"The Fear of the Unknown is overcome only by experience. Once something has been examined, analyzed, tested, and thus known, it is possible to face it. It may still inspire mistrust or provoke flight, but it can no longer cause on uncontrollable terror. That also applies to the Horror Of Novelty; experience teaches us that something new is often better than something old and thus preferable. So, Science, even in its most modest form, is the best possible tool for facing the unforeseen dangers of the Unknown, and of the New, which is after all only the Unknown in time. It is so obvious: to adapt to the inconveniences of the unknown, one should try to know it! That is the role of Science! There is irony in the idea that emotionally based incredulity should play a role in scientific enquiry. To do so would have Science denying its own foundation. Isn't it by definition the exploration of the unknown? If it abandons that role, it has no reason to exist."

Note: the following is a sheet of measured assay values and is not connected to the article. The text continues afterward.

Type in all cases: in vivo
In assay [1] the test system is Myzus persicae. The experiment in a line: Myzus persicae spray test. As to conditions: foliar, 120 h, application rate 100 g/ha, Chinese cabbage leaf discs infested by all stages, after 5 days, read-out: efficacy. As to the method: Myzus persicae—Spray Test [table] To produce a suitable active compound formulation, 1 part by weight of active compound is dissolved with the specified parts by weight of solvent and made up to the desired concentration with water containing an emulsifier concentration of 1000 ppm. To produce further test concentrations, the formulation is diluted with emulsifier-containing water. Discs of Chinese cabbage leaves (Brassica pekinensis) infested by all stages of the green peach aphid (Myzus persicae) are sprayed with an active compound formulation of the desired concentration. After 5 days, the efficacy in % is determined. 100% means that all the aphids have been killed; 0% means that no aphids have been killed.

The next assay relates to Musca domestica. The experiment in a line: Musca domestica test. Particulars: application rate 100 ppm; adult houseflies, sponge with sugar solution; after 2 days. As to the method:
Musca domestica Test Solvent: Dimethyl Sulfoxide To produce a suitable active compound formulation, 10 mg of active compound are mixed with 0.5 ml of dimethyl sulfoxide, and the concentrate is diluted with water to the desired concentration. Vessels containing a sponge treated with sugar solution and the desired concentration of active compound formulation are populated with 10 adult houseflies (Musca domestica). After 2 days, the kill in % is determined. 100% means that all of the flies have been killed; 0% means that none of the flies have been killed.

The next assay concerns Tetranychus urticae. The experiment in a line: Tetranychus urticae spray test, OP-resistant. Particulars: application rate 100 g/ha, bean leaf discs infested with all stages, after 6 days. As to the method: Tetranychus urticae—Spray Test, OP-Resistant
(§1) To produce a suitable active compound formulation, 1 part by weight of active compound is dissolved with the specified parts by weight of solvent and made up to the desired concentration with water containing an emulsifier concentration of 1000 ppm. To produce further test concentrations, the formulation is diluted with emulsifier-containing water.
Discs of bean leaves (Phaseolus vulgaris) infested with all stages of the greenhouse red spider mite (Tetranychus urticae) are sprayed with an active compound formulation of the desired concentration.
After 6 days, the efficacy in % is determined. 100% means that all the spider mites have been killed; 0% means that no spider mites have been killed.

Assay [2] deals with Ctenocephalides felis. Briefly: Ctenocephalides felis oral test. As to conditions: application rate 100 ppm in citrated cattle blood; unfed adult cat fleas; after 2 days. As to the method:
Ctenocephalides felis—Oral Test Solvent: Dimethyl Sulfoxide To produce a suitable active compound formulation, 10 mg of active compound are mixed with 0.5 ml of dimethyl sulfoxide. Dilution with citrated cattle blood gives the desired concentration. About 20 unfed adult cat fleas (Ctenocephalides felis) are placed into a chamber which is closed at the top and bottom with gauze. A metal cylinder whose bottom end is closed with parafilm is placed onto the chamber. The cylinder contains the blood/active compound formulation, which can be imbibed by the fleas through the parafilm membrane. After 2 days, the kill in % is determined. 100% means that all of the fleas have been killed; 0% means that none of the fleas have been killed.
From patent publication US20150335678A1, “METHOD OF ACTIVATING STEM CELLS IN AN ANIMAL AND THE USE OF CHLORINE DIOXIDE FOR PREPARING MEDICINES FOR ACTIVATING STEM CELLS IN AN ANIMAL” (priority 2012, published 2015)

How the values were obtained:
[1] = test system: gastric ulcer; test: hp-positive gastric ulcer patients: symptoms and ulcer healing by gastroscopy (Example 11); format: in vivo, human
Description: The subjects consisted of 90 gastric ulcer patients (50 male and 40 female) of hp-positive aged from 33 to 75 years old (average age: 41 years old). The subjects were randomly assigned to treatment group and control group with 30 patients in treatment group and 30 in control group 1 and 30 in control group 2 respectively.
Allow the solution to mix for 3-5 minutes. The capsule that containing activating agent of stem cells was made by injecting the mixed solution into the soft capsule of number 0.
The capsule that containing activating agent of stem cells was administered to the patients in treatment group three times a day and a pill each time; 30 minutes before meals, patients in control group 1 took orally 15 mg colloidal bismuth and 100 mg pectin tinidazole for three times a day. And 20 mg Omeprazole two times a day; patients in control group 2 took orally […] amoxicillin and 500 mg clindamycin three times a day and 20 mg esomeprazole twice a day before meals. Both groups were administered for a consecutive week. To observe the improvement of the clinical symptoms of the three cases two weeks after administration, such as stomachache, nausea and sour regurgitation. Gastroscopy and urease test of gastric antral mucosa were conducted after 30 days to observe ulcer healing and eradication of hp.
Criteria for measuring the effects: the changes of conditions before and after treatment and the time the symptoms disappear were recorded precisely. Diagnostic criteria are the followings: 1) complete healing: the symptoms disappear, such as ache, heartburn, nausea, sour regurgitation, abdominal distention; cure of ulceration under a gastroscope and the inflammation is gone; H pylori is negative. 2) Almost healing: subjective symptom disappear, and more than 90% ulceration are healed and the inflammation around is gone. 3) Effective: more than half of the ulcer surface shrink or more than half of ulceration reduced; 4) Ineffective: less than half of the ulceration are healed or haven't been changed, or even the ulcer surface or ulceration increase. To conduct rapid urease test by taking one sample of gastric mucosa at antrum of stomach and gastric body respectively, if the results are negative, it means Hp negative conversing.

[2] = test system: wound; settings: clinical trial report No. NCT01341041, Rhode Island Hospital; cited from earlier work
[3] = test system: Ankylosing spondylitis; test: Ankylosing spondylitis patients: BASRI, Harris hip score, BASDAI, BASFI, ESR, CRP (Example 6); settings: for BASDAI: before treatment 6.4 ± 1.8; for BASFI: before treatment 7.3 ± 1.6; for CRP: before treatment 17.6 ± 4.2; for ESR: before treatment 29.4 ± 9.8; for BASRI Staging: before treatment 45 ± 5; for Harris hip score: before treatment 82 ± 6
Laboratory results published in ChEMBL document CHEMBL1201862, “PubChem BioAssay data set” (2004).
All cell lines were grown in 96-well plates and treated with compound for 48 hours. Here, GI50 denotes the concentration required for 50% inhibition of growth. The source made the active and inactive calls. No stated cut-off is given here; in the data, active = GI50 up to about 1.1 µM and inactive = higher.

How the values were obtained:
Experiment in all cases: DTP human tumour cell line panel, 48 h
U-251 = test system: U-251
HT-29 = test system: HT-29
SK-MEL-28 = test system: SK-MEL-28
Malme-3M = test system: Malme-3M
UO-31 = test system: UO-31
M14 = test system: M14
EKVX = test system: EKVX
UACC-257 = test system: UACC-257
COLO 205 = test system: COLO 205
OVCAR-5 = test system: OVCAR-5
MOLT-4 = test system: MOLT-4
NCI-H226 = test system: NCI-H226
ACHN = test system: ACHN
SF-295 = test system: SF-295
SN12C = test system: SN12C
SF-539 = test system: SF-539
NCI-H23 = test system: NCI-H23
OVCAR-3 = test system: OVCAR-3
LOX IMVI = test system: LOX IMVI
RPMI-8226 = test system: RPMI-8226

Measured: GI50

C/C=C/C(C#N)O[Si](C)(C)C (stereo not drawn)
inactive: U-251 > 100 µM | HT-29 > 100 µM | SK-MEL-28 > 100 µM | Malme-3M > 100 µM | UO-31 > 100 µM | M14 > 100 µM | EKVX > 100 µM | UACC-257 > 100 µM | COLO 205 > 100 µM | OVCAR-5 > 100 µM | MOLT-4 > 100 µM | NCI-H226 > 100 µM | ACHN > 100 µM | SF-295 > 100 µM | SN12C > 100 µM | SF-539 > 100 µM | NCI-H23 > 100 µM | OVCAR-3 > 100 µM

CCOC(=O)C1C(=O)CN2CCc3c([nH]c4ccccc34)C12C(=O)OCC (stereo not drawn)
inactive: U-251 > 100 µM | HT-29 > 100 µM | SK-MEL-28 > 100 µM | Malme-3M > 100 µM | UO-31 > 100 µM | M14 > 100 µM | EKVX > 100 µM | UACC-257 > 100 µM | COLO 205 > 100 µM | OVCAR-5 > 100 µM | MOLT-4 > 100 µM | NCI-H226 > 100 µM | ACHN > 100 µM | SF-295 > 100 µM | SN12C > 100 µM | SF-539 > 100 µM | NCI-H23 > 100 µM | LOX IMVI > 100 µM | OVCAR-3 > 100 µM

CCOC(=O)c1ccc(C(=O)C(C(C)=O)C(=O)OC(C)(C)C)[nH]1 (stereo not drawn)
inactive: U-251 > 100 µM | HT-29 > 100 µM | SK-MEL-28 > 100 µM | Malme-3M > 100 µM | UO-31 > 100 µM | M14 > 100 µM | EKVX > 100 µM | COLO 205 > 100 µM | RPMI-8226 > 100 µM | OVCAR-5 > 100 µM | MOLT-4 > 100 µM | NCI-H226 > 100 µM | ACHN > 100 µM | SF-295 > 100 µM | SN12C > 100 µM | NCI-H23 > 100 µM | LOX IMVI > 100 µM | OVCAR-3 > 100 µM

This is all very true. People are scared of the unknown, and that's why most people, including mostly all scientists, won't look into subjects like Bigfoot, Lake Monsters, other unknown animals, UFOs, etc. They all say that Bigfoot can't possibly be real because the history books from 200 years ago say that things like it don't exist.
But, if you are someone who is interested in cryptozoology, you'd notice that the few scientists who have looked into the Sasquatch mystery (Grover Krantz, Jeff Meldrum, and Heuvelmans, for example), have become convinced that there is something out there, because they have looked at the evidence that has been left behind. If Bigfoot was not real, there would be no evidence left behind.
If the rest of science would do this with Bigfoot and other cryptids, we could probably solve some of these mysteries much faster.
|Bernard Heuvelmans (1916-2001),|
the Father of Cryptozoology,
a scientist who wasn't afraid to explore the unknown